Chapter Fifteen - conclusion

Mystery part three

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No witchboy had ever spoken words of Power to Soran. He had never seen the gestures of high magic. Several of the creatures had fought to get away; one injured him with a dirk. Another shot him. But aside from a few quite feeble acts with proved they had inherited some fragment of the Power, none had offered anything in the way of enchantment.

The last one he brought in called himself Pahrys, and could conjure fire, make it dance in his palms. Soran cornered him in the rambling shacks where Zeheft uncoiled itself into the orchards and fields. He captured the young man in a street filled with hot, white sunlight and onlookers, all of them Zehefti, who would not help him when he begged.

Pahrys fought, in his own way. He set alight to Soran’s cloak, which scorched the witchfinder’s forearms and legs, but as soon as Soran had him bound and wrapped in the same half-charred cloak, he was powerless. If he conjured fire then, he would only burn himself, and he wisely lay still over the shoulders of Soran’s horse. He had no other magic to fight with, and no physical weapon.

The memories were so sharp in Soran’s mind, they might have been etched with acid. He took them apart, grain by grain, as he strode toward the stable, and the closer he looked at the evidence of his eyes, his senses, the less faith he placed in the priests who had tutored him.

The passages were silent, empty, as night gathered over Vayal. He had believed he would make it out of the city unhindered, until a shape detached itself from the shadows. It bowed, and Druyus’s voice said,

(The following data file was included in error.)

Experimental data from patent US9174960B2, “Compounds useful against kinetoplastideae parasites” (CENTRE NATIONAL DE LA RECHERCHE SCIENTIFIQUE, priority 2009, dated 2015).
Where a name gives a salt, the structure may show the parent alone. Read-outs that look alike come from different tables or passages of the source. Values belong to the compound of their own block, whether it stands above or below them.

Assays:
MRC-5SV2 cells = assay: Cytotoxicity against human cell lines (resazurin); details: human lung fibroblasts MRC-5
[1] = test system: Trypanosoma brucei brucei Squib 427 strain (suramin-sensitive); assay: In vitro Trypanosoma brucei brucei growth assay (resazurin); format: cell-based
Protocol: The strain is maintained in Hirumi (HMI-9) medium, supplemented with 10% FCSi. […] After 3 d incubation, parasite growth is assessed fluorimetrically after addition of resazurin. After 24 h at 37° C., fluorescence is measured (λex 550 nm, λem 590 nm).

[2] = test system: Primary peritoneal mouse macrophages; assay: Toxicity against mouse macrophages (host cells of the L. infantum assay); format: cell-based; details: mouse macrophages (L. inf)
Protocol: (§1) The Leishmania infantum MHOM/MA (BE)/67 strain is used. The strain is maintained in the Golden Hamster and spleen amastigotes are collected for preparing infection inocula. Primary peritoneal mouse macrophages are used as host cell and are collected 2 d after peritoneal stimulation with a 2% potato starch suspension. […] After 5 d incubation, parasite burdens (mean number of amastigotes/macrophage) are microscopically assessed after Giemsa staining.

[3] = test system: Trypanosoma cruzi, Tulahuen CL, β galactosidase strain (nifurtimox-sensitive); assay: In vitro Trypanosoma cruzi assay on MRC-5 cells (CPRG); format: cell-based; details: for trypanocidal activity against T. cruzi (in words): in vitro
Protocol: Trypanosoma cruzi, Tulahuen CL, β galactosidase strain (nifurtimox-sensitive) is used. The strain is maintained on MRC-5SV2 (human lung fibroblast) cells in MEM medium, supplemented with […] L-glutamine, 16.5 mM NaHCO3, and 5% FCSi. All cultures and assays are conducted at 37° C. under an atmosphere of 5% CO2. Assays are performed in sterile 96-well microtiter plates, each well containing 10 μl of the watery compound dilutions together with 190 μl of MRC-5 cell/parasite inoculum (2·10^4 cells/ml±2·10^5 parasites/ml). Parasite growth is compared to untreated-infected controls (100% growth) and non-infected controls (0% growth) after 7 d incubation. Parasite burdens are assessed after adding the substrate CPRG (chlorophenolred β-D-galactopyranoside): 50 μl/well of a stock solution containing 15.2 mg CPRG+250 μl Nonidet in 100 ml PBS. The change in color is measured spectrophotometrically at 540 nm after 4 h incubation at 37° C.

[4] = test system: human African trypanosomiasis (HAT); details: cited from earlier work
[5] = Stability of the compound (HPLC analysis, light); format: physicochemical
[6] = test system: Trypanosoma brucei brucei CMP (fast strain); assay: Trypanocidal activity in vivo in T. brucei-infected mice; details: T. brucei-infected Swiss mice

“Baobo told me the news, my lord. Your Zeheftiman is a witchboy … of course, you knew this all along, did you not? Doubtlessly, it is the reason for the hunting that has occupied Baobo’s men since morning. I look forward to the Zehefti’s company.”

“His company?” Soran spat. “All you want is to get those rapacious hands of yours on something young and beautiful to be hurt, to be broken, for your amusement. You disgust me. Get out of my way.”

“Still,” Druyus said as he stepped aside, “He will come to me.”

If the Zeheftimen Baobo has found is the same individual,” Soran said curtly, “I shall stand by my duty and fetch him in.” He swung on the priest. “But you’ll not have this one to torture and murder, Druyus. You may question him for what secrets he knows, and that is all.”

“Before he is sentenced,” Druyus added with placating sweetness. “My lord. If the Zehefti tells his secrets, he will live, though the line of Diomedas ends with him, as is the law. Will you have the eunuch, my lord prince, after the ritual?”

Soran’s belly churned with fury. Druyus would never know how close he came to being separated from his head -- and yet he spoke only the truth. For a Zeheftiman who was proven, by evidence or confession, to be descended from the royal line of Diomedas, the sentence was death or gelding. The law of Vayal allowed for no possibility that the seed and the Power would be passed on. Faunos must also know this. How many brothers and cousins had he lost? Soran wondered as he glared at Druyus, how many of them had he fetched back to Vayal himself.

The last one, Pahrys, died swearing there were no more at all, but till the end Druyus had been convinced he was lying. Perhaps Faunos believed himself to be the last, and perhaps he was. Maybe the One had been spirited out of the Empire and was growing to manhood in the lands of the Keltoi, the Vanir, the Jaymacan. This would have been Soran’s solution to the challenge of the hunters, the witchfinders: run away, run far, fast, and don’t return.